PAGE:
Whether you’re a high-level corporate executive or a new sole proprietor, you’re bound to encounter business problems at some point. While the exact problems your business will come up against will be specific to your industry and location, some of the most common issues small businesses deal with include:
- Improving brand awareness
- Finding customers
- Generating leads
- Hiring the right talent
- Planning finances accordingly
- Understanding client dependence
Learning how to solve these problems effectively as it relates to your business’s specific needs will take time. However, it will allow you to shift your business model when necessary to achieve measurable growth.
Let’s take an in-depth look at how to solve common small business problems effectively. We’ll cover the entire process step by step and look at each issue independently. That way, your business will be ready for anything.
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The Problem-Solving Process
Unexpected situations can occur at any time. Though there are alternative solutions for predictable problems like logistics issues, some cases are not easily solvable without assistance or a clear understanding of the problem.
Once you develop the basics of problem-solving for your business, you can make adjustments as needed. Not every issue requires the same approach. However, the following steps will give you a solid foundation to build upon.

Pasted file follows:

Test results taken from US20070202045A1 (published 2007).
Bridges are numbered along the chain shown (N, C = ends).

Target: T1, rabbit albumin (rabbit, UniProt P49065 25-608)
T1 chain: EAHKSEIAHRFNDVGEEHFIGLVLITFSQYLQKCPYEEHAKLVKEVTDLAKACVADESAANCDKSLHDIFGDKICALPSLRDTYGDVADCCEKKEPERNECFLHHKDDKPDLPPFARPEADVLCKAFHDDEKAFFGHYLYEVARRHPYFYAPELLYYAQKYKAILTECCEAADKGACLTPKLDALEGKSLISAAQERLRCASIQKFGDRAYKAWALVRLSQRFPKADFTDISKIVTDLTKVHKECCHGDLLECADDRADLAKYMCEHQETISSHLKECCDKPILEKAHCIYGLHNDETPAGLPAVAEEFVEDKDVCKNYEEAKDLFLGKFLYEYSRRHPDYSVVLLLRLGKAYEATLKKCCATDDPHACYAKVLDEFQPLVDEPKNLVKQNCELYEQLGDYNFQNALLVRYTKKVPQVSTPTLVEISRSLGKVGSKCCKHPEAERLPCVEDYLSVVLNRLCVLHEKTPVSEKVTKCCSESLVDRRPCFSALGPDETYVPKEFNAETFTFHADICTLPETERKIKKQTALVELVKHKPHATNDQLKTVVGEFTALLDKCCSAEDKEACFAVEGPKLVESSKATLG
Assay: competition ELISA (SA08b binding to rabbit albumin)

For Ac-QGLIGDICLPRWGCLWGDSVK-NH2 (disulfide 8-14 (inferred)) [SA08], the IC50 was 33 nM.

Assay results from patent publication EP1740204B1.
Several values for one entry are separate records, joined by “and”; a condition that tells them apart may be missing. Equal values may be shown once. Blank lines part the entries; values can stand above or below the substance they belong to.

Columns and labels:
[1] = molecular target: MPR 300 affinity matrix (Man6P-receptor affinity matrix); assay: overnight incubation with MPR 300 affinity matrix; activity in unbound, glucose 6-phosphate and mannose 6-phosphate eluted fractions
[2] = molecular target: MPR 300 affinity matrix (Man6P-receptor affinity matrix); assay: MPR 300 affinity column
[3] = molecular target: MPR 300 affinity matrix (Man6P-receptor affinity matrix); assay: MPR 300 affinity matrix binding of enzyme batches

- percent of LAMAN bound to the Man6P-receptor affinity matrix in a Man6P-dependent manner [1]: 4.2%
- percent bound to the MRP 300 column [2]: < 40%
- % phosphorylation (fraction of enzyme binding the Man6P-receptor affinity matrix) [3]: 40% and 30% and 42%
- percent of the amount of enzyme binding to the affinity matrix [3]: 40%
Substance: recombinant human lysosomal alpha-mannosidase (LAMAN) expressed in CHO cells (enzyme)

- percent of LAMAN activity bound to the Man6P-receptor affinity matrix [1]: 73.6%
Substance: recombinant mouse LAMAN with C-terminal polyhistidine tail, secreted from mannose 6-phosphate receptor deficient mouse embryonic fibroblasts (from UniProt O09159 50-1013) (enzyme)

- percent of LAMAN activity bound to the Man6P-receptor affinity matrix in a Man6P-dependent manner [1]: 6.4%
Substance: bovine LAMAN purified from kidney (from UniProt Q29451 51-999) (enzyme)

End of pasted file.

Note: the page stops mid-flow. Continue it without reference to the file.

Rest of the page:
Define the Problem
Before you can solve a problem, you need to know what it is, or your solutions will be ineffective. Though you may feel tempted to quickly find and implement a solution to every situation that appears problematic, it’s best to take a step back to evaluate the issue first. Otherwise, you could waste time and resources treating symptoms of a problem instead of solving it.
For instance, say you have an influx of negative ratings online, you may attempt to bring the ratings back up by offering coupons and discounts to appease customers. However, negative ratings don’t explain the problem. They simply indicate that a problem is present.
To define that problem, you would need to inspect the customer reviews, not the ratings, to determine why customers are unsatisfied. Perhaps they like your low prices but don’t like your merchandise or service quality. By understanding the root of the issue, you can begin to make appropriate adjustments.
As you define your problems, consider the sustainability of your business model and your team’s effectiveness. Likewise, take a look at the current market trends and your business’s competition. Look beyond the surface of a problem.
Perform SWOT Analysis
SWOT stands for Strengths, Weaknesses, Opportunities, and Threats. It’s a detailed analysis that assesses a business’s risk, performance, and competition using internal and external data. A SWOT analysis is a technique that helps business owners develop strategies that increase their chance of success and identify plans that could hinder the growth of their enterprises.
Sometimes problems create opportunities to grow a customer base or transform a perceived weakness into a strength. With a SWOT analysis, you will have data that includes multiple perspectives that you can use to solve an issue.
It will provide you with a quick breakdown of your business’s strengths and weaknesses to help you find potential threats and opportunities to use toward a viable solution.